It’s been a week, and there’s still no official word on a half-dozen Libya Comic Con organizers arrested by an armed group in Tripoli last Friday.
Hundreds of people attended the country’s second annual Comic Con at the Dat Al-Imad conference center, where organizers say they had permission to hold the event and were cleared by the Libyan militia forces responsible for security there. Instead, the Libya Herald reported that the Rada Special Deterrence Force – led by a Salafi Islamist loyal to the Government of National Accord – raided the hall and ended the event.
Participants were told that Comic Con, with its costumes and comics aligned with Japanese and American influences, was forbidden as a violation of Islam from which the detainees needed to be “rescued.” Those arrested reportedly were detained on the basis of public morals allegations that included abandoning Islam, embracing other ideas like believing in Halloween, or inciting violence. The latter charge stemmed from artwork displayed at Comic Con.
‘‘Some of those who were released had received a beating, had had their head shaved bald and were given a religious lecture,” a non-detained organizer told the news outlet. “They were told that Libya was a Muslim country, not a free/liberal country.”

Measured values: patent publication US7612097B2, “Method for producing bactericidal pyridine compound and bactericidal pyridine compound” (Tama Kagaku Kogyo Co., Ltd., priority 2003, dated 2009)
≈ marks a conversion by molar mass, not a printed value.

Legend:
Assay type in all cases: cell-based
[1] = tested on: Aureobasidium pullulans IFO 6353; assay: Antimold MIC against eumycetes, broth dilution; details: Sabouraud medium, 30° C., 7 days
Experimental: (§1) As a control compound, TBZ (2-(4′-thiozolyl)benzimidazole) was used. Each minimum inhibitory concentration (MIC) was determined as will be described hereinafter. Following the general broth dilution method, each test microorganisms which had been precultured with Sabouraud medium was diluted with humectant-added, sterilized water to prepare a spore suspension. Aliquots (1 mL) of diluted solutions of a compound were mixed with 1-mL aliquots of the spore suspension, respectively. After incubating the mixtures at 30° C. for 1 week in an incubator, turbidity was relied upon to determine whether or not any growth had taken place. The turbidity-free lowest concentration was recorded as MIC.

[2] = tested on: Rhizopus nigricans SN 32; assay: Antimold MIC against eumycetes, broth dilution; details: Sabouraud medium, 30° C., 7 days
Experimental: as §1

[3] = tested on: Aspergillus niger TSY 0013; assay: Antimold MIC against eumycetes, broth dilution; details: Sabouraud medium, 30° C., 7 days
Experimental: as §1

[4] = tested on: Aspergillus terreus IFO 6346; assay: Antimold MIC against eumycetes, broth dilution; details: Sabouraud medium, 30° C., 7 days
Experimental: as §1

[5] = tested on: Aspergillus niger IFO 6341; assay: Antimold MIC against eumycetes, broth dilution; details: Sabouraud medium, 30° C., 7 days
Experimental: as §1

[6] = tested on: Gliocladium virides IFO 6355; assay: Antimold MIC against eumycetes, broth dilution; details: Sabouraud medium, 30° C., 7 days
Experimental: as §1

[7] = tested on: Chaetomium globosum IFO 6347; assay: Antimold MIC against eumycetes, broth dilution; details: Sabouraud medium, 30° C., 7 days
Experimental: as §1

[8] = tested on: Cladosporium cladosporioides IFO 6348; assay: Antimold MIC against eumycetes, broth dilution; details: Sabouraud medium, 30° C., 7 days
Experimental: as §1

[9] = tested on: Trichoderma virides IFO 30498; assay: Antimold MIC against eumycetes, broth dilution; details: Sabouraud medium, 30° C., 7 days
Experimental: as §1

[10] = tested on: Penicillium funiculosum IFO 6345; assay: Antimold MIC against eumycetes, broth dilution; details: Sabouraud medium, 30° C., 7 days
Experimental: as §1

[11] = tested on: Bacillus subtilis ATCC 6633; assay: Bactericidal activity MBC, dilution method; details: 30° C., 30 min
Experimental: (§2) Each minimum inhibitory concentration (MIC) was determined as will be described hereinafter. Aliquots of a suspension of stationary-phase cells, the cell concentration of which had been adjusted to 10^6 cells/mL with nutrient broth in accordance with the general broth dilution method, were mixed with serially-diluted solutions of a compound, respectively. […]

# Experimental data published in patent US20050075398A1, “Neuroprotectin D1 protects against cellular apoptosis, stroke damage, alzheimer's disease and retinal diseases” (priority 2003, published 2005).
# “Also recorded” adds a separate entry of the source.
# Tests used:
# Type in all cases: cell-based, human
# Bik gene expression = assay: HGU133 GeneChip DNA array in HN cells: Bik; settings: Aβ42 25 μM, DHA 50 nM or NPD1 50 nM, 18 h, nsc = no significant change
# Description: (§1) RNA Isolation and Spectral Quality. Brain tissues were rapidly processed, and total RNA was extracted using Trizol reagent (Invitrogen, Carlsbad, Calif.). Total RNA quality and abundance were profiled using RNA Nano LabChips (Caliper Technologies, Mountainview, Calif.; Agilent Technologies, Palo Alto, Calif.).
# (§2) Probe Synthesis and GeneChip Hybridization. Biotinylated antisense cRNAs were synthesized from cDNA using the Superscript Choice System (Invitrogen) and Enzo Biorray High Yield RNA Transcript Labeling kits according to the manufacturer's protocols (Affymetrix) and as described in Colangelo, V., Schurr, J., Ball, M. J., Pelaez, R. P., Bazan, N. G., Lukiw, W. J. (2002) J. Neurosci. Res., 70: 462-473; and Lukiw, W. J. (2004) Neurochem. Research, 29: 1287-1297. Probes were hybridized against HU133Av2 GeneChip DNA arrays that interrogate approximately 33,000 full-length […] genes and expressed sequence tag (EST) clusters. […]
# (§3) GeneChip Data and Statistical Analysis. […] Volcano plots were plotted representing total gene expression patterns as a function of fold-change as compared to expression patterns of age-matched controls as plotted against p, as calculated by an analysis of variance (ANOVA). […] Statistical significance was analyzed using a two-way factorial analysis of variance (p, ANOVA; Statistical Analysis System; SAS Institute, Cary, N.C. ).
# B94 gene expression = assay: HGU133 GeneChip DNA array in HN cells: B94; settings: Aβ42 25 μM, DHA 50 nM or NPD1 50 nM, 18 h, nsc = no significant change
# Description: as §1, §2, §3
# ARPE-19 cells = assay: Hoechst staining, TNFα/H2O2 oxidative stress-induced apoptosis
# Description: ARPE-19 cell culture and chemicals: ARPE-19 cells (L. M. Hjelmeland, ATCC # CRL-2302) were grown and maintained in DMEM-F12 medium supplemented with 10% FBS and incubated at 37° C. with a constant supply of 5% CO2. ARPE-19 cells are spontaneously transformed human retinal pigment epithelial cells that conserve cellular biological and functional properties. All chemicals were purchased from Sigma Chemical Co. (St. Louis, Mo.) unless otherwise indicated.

There’s been no public word since from the organizers; a Facebook page is down, with a “content isn’t available” message, and the group’s Twitter account has been inactive since the end of October. A cached version of the Facebook event page said more than 5,000 people had been interested in going.
UNSMIL, the United Nations mission in Libya, said it was disturbed by reports of the detentions, and said in a statement earlier this week that freedom of expression and peaceful assembly are fundamental human rights. “The United Nations mission is concerned about reports of the detention of organizers/participants of comic-con in Tripoli and calls on the mission to immediately release those who remain in detention,” UNSMIL said.
Image: Libya Comic Con